The New University Volume 47 Issue 23 : Page 1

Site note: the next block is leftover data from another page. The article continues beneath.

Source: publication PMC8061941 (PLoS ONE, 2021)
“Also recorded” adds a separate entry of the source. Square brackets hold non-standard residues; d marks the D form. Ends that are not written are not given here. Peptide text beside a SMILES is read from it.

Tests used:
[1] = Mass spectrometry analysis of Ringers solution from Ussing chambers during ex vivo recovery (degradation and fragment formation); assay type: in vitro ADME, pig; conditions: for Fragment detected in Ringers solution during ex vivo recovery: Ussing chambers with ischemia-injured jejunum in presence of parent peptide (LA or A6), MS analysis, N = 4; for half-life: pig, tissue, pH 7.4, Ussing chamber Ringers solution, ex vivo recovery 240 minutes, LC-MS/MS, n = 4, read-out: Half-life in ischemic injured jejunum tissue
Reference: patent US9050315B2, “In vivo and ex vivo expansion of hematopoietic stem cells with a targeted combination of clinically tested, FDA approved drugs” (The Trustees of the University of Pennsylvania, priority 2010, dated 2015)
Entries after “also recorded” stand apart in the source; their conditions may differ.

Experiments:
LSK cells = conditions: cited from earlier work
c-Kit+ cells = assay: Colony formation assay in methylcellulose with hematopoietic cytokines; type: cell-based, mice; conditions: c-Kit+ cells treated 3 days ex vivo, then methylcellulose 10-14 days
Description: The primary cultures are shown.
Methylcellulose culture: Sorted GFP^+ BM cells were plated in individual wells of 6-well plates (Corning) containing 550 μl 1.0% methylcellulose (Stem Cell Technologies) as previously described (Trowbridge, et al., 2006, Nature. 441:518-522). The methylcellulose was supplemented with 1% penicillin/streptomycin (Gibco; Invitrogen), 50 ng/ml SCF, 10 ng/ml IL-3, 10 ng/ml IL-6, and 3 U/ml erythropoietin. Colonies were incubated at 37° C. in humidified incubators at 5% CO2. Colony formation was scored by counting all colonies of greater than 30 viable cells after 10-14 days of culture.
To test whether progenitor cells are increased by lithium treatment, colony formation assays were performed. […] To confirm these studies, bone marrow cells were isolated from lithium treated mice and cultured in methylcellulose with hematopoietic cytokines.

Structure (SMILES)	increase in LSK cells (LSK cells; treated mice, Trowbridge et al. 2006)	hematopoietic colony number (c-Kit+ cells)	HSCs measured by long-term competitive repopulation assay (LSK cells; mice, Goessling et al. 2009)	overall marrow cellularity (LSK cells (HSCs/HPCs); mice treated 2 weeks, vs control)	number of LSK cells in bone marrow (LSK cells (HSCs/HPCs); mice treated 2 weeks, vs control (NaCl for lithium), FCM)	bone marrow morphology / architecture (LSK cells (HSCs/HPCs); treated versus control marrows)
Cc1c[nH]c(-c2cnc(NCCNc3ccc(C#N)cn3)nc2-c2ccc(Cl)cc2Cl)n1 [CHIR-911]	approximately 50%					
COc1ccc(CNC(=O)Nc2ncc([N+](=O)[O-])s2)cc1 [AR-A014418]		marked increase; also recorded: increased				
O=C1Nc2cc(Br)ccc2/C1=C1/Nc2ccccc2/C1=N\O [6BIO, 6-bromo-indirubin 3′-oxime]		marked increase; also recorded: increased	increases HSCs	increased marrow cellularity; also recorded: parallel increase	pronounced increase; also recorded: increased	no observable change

Volume 47, Issue 24 N EW U NIVERSITY zot vote ASUCI Spring Elections 2014 V Presidential Candidates UNIVERSITY OF CALIFORNIA, IR VINE /thenewuniversity @newuniversity T H E zo zot z ot o t vote te @NewUniversity Tuesday, April 15, 2014 ote now: ELECTIONS.UCI.EDU Polls close on Friday, April 18th at 4pm includes Executive Vice President candidate Sanaa Khan and Student Services Vice President candidate Thomas Doan. “The ACT NOW campaign stands for Advocacy, Community, and Transparency. As president I would proactively seek to uphold these ideals,” Hayes said on the slate’s website. If she is elected, Hayes feels it is important to bridge the gap be-tween ASUCI and the student body by increasing ASUCI’s visibility we can stand by their side and help them meet their goals,” the slate’s website says. Some of the topics Zomorrodian lists on his platform include cam-pus climate, student life, Greek life, and voter registration. Reza has laid out his platform for his presidency with the topic of campus climate being his top priority. “The big thing with campus climate is that people don’t under-stand what people mean by campus climate, when you talk about it in a general consensus in the student New U Election Guide Faye Hayes ACT Now Faye Hayes, a third-year po-litical science major running with the “ACT Now” slate, is one of the three candidates for ASUCI president. Faye currently works at Mesa Court, serves as the high school outreach coordinator for the ASUCI Executive Vice Presi-dent (EVP), and acts as a liaison between the Cross Cultural Center and its umbrella organizations. She coordinates with administrators at high schools and members in the EVP office to create a successful The former At-Large Repre-sentative for ASUCI Legislative Council and Speaker, Reza Zomor-rodian, has entered the presidential race hoping to use his past leader-ship positions in ASUCI to con-vince voters on campus that he is the best bet for the future of UCI. Zomorrodian, a third-year political science major, first joined ASUCI as a freshman on legislative coun-cil, where he served until fall 2013, authoring a number of bills on his campaign website. Additionally, Reza has since gone on to become a bridge from high school to college for students. Faye believes that her experience as a coordinator with EVP, and her time as a liaison for the Cross put her in a place where she can create an administration with the needs of the student body in mind. As a collaborator with the Cross and the umbrella organizations that operate for students, Faye feels that those skills will be the foundation for her deliberations on and off campus. Haye’s slate, “ACT Now,” also SPOP staffer and Resident Advisor at Mesa Court. Reza is running on the “Action Pact” slate, which includes Admin-istrative Affairs candidate, John Delshadi, Academic Affairs Vice President candidate Nikki Kathuria, and Student Services Vice Presi-dent candidate Joshua Ngyuen. “All of us at Action Pact believe in the ability of students to organize and build movements to help facili-tate major impacts on campus. We want to help insure that when stu-dents meet their call to action, that on campus with boothing, person-ally visiting different organizations on campus, and hosting more open forums. She wants to be available to students so that they can use ASUCI resources to advocate for issues they care about and utilize all that the school has to offer students. Both Hayes and her opponent list campus climate as the top prior-ity with both providing very similar responses on what is deemed im-See FAYE, page 4 body, I feel like people are confused about what we mean when we say campus climate,” Zomorrodian said. “Campus climate is the notion that students feel safe campus and there have been plenty of incidents on campus that show that these [in-cidents] are not just isolated occur-rences and that students don’t feel safe,” Zomorrodian said. Reza does not want to duplicate the already existing council of stu-See REZA, page 4 Reza Zomorrodian Action Pact Referendums SOAR COMPILED BY SARAH S. MENENDEZ AND GABRIEL SANCHEZ Effective 2016 Club Sports Effective 2014 Because the Student Outreach and Retention Center is currently operating on temporary funding provided by the Office of Student Affairs, this particular fee initiative would implement a $6.50 fee each quarter for the next 25 years. Without this fee, the Center will only be able to provide services until spring 2016. The percentage of the student body that are club sports athletes doubles that of NCAA athletes, but this group receives absolutely no university funding. This fee iniatitive seeks to raise money for these athletes. The fee would start at $2 a quarter, increasing 50 cents a quarter for 10 years until it reaches $7 in 2024. Common Comes Conversations on Identities and Culture.” Prompted by racial inci-dents that occurred last year, New Narratives is a series that seeks to spread cultural knowledge to stu-dents and help them acquire skills in intergroup communications. The conversation was hosted by Vice Chancellor of Student Affairs Thomas A. Parham, who regarded Common as one of “hip-hop’s most innovative and positive voices.” When the idea for the New Narratives series was first con-ceived, Common was the first rap-per to come to mind for Dr. Parham, who commended the artist’s body of work for providing “penetrating insights into what it is that we are all struggling with as part of the human family.” Sporting a light blue jacket and snapback, the 42-year-old hip-hop artist and actor took the stage as those in attendance gave him a tre-mendous standing ovation. A multi-Grammy Award winner, the socially To conscious rapper spent the next hour engaging with Dr. Parham in a talk that covered a myriad of topics, from his musical origins and spiri-tuality with God to the feud he had with fellow artist Drake back in 2012. Born in the Southside of Chicago, Common’s ambition came from watching those around him have an impact on the world, and realizing that he also want-ed to make something of himself and be acknowledged by others. Citing his early musical influences as Michael Jackson, KRS-One and Run D.M.C., it wasn’t long until Common ventured into the hip-hop genre for himself. “Through hip-hop I felt a true connection and a way to express myself. That was the first time I really felt like I could express the passion in some of the things that I never expressed to anybody through hip-hop. It was just something that I loved to do, [something] that I was UCI passionate about, [a] natural way for me to be who I was,” Common said. A devout follower and man of faith, Common has no reservations about his strong spiritual beliefs evi-dent in his music and other endeav-ors. “I don’t feel like it’s inappropri-ate to say that I believe in God and to express what God means to me,” he said. “I’m not trying to be politically correct, but I’m like, man, that’s what I believe in, that’s my faith.” Aside from his relationship with God, Common’s core set of values include the principles of love, trust and respect. “I believe that love is like the greatest gift we have, because if you love the Creator and you love yourself, that start right there, is amazing. Because if you really truly love yourself you’re actually going to be able to love others. When you See COMMON, page 5 Musical artist and actor, Common, visited UCI last Thursday as a part of the Vice Chancellor of Student Affairs Office’s New Narratives series. By Brendan Yu Staff Writer Despite being a little under half-way full, the energy in the Bren Events Center last Thursday was palpable as audience members PATRICK HERRIN | Staff Photographer excitedly awaited the arrival of guest speaker Lonnie Rashid Lynn, Jr., better known by his stage name Common. The event, dubbed “Common Conversations,” was the latest installment of the “New Narratives: